Dan Charles revisits the circumstances that led to the domestication of blueberries (Vaccinium sp.) by Elizabeth White and Frederick Coville. Blueberries are my favorite breakfast fruit, and my ex-wife did her doctoral research on blueberry pathogens. And extra serendipitous: I was in Hammonton just last month, and I saw some of the guys sweating out in the fields getting the crop in.
Javier A. Ceja-Navarro et al. suggest a novel means of controlling the coffee berry borer (Hypothenemus hampei), as summarized by The Economist. The authors provide evidence that one of the species of bacteria that reside in the beetle’s digestive system, Pseudomonas fulva, detoxifies the caffeine that the coffee plant produces as a natural herbivore deterrent. Knock out the bacterium, perhaps with a targeted bacteriophage, and you knock out the pest.
An op ed piece by Mark Lynas has been sitting in my clippings folder for several weeks. He makes the case for genetic engineering (GE) of food crops, with particular emphasis on its positive effects on yields in the developing world. While I can’t say that I’m entirely convinced, the column is persuasive — particularly when you consider that Lynas was once an activist against GMOs.
No one claims that biotech is a silver bullet. The technology of genetic modification can’t make the rains come on time or ensure that farmers in Africa have stronger land rights. But improved seed genetics can make a contribution in all sorts of ways: It can increase disease resistance and drought tolerance, which are especially important as climate change continues to bite; and it can help tackle hidden malnutritional problems like vitamin A deficiency.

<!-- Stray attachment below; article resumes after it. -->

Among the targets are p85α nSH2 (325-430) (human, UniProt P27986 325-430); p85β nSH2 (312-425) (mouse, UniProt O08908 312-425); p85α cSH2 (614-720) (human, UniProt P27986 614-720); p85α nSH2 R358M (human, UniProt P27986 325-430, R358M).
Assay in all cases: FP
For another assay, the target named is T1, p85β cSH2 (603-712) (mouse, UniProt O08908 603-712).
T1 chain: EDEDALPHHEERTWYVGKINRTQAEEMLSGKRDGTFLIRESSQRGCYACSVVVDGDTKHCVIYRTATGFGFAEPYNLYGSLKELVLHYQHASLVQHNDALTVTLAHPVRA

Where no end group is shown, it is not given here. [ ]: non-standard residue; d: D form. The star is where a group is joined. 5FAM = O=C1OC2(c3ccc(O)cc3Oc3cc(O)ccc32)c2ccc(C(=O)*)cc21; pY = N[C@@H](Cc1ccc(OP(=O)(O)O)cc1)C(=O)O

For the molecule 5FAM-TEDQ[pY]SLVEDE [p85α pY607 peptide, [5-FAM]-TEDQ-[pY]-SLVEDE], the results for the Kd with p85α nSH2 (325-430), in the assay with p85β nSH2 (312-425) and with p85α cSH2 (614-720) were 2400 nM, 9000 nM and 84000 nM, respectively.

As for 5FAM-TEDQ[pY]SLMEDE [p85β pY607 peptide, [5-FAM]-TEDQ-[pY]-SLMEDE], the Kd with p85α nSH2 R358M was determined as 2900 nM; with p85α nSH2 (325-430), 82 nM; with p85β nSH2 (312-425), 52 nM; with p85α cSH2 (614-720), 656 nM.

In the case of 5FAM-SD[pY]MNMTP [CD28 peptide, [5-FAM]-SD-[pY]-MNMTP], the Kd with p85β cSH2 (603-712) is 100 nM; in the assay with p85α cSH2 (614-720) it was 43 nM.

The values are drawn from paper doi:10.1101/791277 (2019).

At about the same time, Tania Lombrozo posted about the psychology of public acceptance of genetic engineering, or, as she put it rather bluntly in her lede,
Why do so many people oppose genetically modified organisms, or GMOs?
And, again, I’m not sure that her analysis applies to my skepticism, but the effect of the two writings leads me to consider why I am mildly opposed to expanding high tech agriculture. I think the core of my opposition lies in business models and practices, in the troubling consolidation that is taking place in the seed industry—not in subjective assessments of what constitutes a “natural” food. I look to the Union of Concerned Scientists, which offers this pro- and con- assessment:
We understand the potential benefits of the technology, and support continued advances in molecular biology, the underlying science. But we are critics of the business models and regulatory systems that have characterized early deployment of these technologies. GE has proved valuable in some areas (as in the contained use of engineered bacteria in pharmaceutical development), and some GE applications could turn out to play a useful role in food production.